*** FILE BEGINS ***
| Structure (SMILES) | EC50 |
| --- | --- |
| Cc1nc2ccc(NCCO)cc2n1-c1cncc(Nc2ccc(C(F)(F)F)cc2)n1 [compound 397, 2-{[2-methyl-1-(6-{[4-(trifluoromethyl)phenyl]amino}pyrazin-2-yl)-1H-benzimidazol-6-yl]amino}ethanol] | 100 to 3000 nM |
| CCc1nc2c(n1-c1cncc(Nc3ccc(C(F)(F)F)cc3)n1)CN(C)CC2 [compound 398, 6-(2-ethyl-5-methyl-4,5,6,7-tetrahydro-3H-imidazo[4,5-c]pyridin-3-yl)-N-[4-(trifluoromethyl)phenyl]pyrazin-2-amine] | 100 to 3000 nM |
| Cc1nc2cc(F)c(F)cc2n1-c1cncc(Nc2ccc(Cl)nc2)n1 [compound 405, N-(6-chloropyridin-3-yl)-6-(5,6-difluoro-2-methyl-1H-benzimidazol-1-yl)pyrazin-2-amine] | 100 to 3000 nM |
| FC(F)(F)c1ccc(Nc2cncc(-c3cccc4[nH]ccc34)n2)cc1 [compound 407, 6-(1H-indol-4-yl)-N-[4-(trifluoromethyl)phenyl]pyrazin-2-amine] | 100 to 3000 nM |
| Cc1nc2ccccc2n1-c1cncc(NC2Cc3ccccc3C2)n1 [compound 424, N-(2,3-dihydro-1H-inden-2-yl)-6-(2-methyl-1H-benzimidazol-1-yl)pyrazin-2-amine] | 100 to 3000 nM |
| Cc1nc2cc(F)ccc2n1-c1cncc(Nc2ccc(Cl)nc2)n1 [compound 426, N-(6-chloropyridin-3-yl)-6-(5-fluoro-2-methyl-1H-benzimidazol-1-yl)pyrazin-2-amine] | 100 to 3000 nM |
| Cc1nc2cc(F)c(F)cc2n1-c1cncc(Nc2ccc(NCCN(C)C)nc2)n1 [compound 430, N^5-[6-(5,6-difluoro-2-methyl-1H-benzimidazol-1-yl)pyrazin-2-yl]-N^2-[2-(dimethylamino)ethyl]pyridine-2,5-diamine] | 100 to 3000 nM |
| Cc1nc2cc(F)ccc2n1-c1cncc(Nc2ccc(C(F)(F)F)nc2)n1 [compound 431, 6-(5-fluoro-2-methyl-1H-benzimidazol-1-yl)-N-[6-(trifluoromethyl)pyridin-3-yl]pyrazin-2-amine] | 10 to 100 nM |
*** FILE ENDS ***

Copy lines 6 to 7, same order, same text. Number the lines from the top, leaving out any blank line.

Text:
| FC(F)(F)c1ccc(Nc2cncc(-c3cccc4[nH]ccc34)n2)cc1 [compound 407, 6-(1H-indol-4-yl)-N-[4-(trifluoromethyl)phenyl]pyrazin-2-amine] | 100 to 3000 nM |
| Cc1nc2ccccc2n1-c1cncc(NC2Cc3ccccc3C2)n1 [compound 424, N-(2,3-dihydro-1H-inden-2-yl)-6-(2-methyl-1H-benzimidazol-1-yl)pyrazin-2-amine] | 100 to 3000 nM |